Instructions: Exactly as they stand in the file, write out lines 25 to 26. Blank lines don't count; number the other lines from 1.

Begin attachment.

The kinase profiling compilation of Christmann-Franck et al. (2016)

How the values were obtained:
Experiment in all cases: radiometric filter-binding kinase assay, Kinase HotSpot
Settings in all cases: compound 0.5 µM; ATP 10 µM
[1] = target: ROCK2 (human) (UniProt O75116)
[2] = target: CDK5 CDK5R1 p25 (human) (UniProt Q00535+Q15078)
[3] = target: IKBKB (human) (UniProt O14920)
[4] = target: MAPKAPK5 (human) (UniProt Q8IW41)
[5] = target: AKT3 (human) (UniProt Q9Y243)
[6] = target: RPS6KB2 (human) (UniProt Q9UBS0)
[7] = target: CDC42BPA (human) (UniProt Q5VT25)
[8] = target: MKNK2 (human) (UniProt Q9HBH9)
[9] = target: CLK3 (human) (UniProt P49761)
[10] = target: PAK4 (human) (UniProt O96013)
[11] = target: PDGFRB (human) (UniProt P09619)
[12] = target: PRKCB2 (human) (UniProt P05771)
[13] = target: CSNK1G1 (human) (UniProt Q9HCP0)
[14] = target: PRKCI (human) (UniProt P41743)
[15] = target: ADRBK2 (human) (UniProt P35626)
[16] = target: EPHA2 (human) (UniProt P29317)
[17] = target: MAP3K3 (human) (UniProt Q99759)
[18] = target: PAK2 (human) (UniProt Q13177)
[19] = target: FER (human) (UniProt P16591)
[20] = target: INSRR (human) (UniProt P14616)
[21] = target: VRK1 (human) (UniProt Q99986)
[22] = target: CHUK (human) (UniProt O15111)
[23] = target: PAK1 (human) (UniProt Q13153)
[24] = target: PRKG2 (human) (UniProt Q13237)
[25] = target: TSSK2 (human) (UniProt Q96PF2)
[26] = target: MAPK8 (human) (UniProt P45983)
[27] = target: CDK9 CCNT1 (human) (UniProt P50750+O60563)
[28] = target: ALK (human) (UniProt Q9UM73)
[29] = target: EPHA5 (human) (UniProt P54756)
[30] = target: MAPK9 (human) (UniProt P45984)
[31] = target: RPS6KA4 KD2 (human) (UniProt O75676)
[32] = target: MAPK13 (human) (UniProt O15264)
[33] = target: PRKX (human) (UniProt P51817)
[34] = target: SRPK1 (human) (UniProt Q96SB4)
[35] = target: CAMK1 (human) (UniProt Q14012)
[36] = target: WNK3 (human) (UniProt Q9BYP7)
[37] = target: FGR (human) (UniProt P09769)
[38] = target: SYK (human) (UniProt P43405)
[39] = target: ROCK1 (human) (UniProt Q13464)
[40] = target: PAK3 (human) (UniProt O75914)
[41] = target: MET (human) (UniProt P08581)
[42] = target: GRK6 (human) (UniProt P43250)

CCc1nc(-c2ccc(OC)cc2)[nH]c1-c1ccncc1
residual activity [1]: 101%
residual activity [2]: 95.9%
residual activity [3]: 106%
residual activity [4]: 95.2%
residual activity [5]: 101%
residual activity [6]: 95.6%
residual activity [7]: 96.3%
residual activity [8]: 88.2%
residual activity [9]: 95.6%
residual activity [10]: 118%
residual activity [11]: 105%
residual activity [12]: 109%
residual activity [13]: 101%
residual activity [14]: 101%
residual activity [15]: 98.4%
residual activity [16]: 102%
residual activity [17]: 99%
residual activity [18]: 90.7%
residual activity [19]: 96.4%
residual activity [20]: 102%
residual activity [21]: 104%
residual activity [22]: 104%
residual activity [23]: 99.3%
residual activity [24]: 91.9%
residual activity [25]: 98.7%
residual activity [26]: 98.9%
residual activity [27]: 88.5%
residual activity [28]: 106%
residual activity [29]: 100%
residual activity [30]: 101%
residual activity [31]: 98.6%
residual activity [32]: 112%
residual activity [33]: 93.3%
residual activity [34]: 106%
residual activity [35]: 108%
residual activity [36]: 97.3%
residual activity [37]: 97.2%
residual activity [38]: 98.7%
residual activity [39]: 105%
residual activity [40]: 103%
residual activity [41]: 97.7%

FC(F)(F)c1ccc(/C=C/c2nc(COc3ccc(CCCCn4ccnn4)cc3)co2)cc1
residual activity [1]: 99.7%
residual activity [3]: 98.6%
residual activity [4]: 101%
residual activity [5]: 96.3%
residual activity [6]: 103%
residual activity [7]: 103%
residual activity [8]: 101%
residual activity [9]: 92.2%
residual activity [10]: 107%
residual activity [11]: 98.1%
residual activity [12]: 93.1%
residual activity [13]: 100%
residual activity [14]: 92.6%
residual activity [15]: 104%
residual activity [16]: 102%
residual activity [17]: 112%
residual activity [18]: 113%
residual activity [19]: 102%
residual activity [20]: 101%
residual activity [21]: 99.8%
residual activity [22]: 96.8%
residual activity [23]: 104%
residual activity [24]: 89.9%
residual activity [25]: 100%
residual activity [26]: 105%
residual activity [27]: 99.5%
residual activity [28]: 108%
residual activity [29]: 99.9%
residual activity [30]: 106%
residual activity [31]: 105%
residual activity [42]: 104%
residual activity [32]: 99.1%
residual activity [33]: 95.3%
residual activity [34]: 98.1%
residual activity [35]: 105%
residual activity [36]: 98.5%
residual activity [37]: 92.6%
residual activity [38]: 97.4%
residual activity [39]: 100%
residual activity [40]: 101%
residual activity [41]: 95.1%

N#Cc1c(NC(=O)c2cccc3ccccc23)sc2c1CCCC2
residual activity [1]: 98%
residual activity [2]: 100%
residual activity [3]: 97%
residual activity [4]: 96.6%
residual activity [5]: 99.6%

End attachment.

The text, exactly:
[21] = target: VRK1 (human) (UniProt Q99986)
[22] = target: CHUK (human) (UniProt O15111)